I moderated a panel discussion earlier this week at the Greater Reston Arts Center with many of the artists from “BITE,” an exhibit curated by Jefferson Pinder. The underlying premise of the exhibit: to use humor to “shed light on issues of personal struggle in mainstream society” and to challenge “cultural norms that dictate expectations of who we are supposed to be.” The conversation touched on many broad themes such as racial identity, youthful angst, the feeling of powerlessness, feelings of inferiority about your place in the world, standards of beauty, and living within the boxes that society has created for us. To me, all of these artistic explorations have one thing in common: they are all fear-based emotions. Art is a way to grapple with these emotions, and adding humor to the art makes navigating those emotions a little less frightening.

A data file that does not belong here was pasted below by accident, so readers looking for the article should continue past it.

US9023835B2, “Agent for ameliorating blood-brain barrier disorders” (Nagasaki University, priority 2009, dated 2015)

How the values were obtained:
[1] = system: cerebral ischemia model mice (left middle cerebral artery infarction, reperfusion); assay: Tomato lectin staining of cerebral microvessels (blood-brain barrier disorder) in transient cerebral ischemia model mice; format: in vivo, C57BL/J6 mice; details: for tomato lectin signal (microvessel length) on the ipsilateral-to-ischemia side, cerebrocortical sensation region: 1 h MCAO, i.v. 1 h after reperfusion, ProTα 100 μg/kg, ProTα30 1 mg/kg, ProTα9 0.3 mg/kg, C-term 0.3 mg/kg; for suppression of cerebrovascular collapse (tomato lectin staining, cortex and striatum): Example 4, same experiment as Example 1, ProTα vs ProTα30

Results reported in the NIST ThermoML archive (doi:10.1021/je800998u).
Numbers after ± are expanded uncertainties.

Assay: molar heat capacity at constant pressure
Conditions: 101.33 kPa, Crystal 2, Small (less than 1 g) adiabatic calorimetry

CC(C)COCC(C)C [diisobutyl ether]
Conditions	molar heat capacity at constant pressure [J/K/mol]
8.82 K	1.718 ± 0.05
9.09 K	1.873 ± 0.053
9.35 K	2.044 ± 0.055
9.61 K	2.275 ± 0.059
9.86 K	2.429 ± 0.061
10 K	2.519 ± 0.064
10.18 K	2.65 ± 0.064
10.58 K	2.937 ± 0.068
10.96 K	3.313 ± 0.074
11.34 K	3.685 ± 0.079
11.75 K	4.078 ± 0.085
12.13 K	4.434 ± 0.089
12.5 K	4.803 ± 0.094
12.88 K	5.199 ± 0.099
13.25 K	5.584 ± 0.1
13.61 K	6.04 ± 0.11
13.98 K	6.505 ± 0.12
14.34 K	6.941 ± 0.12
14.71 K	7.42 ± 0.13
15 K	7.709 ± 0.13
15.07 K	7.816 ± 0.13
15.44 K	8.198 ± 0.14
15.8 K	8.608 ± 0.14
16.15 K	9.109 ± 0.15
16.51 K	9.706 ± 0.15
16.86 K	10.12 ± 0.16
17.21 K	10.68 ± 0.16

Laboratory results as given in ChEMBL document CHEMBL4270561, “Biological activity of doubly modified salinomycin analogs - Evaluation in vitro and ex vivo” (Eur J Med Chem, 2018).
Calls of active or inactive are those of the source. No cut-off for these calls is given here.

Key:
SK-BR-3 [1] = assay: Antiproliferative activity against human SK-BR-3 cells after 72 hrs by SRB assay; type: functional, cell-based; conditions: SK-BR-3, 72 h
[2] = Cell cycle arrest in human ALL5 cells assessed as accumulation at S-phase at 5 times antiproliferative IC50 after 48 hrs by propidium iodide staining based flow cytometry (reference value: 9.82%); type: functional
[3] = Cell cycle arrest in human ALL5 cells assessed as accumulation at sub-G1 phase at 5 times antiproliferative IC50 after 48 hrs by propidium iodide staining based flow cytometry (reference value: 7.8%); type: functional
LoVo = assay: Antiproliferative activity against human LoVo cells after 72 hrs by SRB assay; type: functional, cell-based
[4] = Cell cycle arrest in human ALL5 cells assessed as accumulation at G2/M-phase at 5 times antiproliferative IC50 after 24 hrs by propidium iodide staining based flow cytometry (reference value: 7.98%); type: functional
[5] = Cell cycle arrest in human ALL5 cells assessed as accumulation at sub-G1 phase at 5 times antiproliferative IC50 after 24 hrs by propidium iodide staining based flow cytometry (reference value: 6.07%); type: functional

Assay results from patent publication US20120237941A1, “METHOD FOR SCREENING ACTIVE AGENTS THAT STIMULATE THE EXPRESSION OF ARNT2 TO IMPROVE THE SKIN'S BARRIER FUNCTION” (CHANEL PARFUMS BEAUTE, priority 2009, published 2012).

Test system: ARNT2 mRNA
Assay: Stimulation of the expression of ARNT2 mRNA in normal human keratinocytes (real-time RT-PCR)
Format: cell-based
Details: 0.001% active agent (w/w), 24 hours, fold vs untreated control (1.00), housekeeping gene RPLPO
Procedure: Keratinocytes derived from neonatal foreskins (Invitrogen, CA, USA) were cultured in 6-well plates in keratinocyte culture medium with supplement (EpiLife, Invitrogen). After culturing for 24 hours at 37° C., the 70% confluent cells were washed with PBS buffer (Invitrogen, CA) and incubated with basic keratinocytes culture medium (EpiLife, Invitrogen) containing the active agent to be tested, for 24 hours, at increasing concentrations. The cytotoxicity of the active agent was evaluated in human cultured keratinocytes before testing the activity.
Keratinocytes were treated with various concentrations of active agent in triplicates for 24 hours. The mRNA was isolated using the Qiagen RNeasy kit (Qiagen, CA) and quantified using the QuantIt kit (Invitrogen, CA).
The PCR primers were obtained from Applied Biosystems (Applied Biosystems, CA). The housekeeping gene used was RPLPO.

Some good thoughts from Katlin Chadwick HERE.
The painting is “Careless” by Ed Bisese.

I moderated a panel discussion earlier this week at the Greater Reston Arts Center with many of the artists from “BITE,” an exhibit curated by Jefferson Pinder. The underlying premise of the exhibit: to use humor to “shed light on issues of personal struggle in mainstream society” and to challenge “cultural norms that dictate expectations of who we are supposed to be.” The conversation touched on many broad themes such as racial identity, youthful angst, the feeling of powerlessness, feelings of inferiority about your place in the world, standards of beauty, and living within the boxes that society has created for us. To me, all of these artistic explorations have one thing in common: they are all fear-based emotions. Art is a way to grapple with these emotions, and adding humor to the art makes navigating those emotions a little less frightening. 

Some good thoughts from Katlin Chadwick HERE.

The painting is “Careless” by Ed Bisese.